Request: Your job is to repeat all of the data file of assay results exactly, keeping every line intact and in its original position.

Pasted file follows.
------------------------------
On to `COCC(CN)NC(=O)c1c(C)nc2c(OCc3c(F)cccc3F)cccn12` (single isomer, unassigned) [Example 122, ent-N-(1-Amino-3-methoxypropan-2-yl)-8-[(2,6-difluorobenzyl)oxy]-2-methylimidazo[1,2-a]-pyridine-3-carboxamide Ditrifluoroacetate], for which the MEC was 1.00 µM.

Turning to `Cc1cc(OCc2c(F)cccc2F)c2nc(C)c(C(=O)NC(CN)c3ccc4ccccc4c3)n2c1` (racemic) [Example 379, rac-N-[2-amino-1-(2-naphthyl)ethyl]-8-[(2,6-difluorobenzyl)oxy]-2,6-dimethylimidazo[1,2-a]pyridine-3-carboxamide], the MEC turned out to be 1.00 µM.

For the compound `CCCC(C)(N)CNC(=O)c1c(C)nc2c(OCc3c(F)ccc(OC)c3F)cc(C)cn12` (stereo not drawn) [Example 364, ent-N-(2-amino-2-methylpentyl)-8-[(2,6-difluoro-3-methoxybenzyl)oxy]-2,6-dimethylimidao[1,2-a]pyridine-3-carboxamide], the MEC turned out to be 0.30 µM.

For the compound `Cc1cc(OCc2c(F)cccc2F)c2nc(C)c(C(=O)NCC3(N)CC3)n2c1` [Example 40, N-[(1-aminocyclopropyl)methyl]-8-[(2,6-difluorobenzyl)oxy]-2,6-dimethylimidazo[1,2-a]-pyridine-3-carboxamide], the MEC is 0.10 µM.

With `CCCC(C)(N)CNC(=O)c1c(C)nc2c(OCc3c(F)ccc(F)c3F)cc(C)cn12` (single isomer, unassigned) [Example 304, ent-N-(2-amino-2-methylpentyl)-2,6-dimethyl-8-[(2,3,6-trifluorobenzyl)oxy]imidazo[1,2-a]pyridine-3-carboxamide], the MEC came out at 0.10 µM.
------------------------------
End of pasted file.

On to `COCC(CN)NC(=O)c1c(C)nc2c(OCc3c(F)cccc3F)cccn12` (single isomer, unassigned) [Example 122, ent-N-(1-Amino-3-methoxypropan-2-yl)-8-[(2,6-difluorobenzyl)oxy]-2-methylimidazo[1,2-a]-pyridine-3-carboxamide Ditrifluoroacetate], for which the MEC was 1.00 µM.

Turning to `Cc1cc(OCc2c(F)cccc2F)c2nc(C)c(C(=O)NC(CN)c3ccc4ccccc4c3)n2c1` (racemic) [Example 379, rac-N-[2-amino-1-(2-naphthyl)ethyl]-8-[(2,6-difluorobenzyl)oxy]-2,6-dimethylimidazo[1,2-a]pyridine-3-carboxamide], the MEC turned out to be 1.00 µM.

For the compound `CCCC(C)(N)CNC(=O)c1c(C)nc2c(OCc3c(F)ccc(OC)c3F)cc(C)cn12` (stereo not drawn) [Example 364, ent-N-(2-amino-2-methylpentyl)-8-[(2,6-difluoro-3-methoxybenzyl)oxy]-2,6-dimethylimidao[1,2-a]pyridine-3-carboxamide], the MEC turned out to be 0.30 µM.

For the compound `Cc1cc(OCc2c(F)cccc2F)c2nc(C)c(C(=O)NCC3(N)CC3)n2c1` [Example 40, N-[(1-aminocyclopropyl)methyl]-8-[(2,6-difluorobenzyl)oxy]-2,6-dimethylimidazo[1,2-a]-pyridine-3-carboxamide], the MEC is 0.10 µM.

With `CCCC(C)(N)CNC(=O)c1c(C)nc2c(OCc3c(F)ccc(F)c3F)cc(C)cn12` (single isomer, unassigned) [Example 304, ent-N-(2-amino-2-methylpentyl)-2,6-dimethyl-8-[(2,3,6-trifluorobenzyl)oxy]imidazo[1,2-a]pyridine-3-carboxamide], the MEC came out at 0.10 µM.